20. Coufal O, Selingerová I, Vrtělová P, et al. A simple model to assess the probability of invasion in ductal carcinoma in situ of the breast diagnosed by needle biopsy. Biomed Res Int 2014;2014:480840. [Crossref] [PubMed]
  21. Champion CD, Ren Y, Thomas SM, et al. DCIS with Microinvasion: Is It In Situ or Invasive Disease? Ann Surg Oncol 2019;26:3124-32. [Crossref] [PubMed]
  22. Shi B, Grimm LJ, Mazurowski MA, et al. Can Occult Invasive Disease in Ductal Carcinoma In Situ Be Predicted Using Computer-extracted Mammographic Features? Acad Radiol 2017;24:1139-47. [Crossref] [PubMed]
  23. Mutasa S, Chang P, Van Sant EP, et al. Potential Role of Convolutional Neural Network Based Algorithm in Patient Selection for DCIS Observation Trials Using a Mammogram Dataset. Acad Radiol 2020;27:774-9. [Crossref] [PubMed]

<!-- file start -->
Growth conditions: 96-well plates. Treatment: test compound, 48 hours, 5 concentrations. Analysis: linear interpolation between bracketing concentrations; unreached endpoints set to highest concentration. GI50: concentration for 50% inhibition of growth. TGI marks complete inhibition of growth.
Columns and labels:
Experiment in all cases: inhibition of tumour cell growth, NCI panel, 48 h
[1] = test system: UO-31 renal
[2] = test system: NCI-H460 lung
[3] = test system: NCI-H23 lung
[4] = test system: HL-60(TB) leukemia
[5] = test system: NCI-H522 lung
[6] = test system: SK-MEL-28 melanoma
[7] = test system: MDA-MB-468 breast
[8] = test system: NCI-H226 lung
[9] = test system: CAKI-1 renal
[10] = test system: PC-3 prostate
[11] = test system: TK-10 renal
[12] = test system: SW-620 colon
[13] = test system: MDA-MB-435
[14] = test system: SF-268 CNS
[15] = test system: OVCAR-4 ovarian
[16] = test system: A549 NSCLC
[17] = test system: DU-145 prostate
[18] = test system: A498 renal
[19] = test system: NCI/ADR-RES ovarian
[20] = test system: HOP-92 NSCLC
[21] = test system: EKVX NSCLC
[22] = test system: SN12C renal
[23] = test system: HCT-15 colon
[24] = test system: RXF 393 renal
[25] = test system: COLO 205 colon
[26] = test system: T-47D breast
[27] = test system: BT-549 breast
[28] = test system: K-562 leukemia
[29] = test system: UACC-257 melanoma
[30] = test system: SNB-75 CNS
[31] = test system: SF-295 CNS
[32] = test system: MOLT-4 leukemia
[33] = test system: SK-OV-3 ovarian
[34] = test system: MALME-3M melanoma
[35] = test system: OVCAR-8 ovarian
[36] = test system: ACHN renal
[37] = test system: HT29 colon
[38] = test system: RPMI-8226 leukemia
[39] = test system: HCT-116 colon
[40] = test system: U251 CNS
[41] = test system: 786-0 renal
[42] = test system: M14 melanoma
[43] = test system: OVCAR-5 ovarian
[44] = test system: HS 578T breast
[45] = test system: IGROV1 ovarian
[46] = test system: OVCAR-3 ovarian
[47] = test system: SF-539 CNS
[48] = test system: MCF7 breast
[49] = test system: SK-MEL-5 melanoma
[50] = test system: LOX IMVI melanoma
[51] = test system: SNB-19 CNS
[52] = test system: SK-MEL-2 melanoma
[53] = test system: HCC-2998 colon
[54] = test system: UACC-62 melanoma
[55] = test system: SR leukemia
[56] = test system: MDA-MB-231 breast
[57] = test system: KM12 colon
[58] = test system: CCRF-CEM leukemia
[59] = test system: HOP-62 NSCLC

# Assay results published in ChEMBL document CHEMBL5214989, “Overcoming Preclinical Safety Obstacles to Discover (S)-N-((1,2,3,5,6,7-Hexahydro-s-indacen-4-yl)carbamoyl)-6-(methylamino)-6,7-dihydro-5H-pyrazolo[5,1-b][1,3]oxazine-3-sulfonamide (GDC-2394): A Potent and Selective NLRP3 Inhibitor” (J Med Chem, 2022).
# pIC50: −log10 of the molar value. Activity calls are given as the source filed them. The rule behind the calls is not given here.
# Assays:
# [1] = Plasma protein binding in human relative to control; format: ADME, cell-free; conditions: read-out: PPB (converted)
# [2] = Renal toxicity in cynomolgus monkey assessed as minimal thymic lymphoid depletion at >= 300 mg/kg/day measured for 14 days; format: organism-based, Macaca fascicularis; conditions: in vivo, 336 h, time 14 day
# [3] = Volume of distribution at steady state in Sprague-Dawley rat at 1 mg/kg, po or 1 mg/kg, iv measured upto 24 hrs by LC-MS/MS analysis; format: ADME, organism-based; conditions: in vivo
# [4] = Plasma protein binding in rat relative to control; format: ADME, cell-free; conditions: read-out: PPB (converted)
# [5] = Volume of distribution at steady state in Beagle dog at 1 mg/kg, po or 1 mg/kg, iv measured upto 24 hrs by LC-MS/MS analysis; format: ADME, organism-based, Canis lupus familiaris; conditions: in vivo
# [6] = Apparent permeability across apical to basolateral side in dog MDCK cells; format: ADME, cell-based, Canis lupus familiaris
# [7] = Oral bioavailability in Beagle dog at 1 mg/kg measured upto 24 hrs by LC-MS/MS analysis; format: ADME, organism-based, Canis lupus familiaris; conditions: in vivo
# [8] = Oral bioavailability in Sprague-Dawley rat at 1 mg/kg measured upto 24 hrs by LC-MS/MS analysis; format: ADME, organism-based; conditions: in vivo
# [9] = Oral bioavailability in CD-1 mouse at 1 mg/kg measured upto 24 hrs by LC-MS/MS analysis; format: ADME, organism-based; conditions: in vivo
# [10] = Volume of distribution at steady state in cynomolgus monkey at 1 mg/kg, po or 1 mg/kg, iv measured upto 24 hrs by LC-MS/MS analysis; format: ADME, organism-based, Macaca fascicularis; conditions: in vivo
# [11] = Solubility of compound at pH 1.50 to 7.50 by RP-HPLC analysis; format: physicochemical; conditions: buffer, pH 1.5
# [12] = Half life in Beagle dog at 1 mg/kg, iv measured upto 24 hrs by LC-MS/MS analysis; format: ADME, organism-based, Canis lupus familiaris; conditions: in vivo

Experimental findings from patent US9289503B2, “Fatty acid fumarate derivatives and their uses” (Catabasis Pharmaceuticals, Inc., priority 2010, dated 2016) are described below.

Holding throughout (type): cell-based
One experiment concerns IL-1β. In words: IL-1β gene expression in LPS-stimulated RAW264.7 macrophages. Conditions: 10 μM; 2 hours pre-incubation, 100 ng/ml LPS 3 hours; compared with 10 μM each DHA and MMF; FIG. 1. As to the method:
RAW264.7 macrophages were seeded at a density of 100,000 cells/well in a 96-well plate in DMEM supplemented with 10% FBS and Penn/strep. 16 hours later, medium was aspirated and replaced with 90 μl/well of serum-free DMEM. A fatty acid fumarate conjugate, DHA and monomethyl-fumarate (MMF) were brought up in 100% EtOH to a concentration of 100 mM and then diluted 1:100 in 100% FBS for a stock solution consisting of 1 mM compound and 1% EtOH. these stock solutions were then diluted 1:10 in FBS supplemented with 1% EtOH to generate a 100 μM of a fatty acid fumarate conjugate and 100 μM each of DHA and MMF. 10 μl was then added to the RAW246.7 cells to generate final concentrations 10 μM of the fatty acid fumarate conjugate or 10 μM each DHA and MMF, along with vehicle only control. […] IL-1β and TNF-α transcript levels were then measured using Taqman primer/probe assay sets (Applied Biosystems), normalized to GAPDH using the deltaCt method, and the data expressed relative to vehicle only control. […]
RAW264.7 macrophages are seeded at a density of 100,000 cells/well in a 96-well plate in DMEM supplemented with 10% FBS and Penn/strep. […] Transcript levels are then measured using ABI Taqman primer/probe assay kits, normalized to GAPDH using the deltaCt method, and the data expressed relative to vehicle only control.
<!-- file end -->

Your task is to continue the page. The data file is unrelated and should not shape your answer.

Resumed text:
24. Zhu Z, Harowicz M, Zhang J, et al. Deep learning analysis of breast MRIs for prediction of occult invasive disease in ductal carcinoma in situ. Comput Biol Med 2019;115:103498. [Crossref] [PubMed]
Cite this article as: Qian L, Lv Z, Zhang K, Wang K, Zhu Q, Zhou S, Chang C, Tian J. Application of deep learning to predict underestimation in ductal carcinoma in situ of the breast with ultrasound. Ann Transl Med 2021;9(4):295. doi: 10.21037/atm-20-3981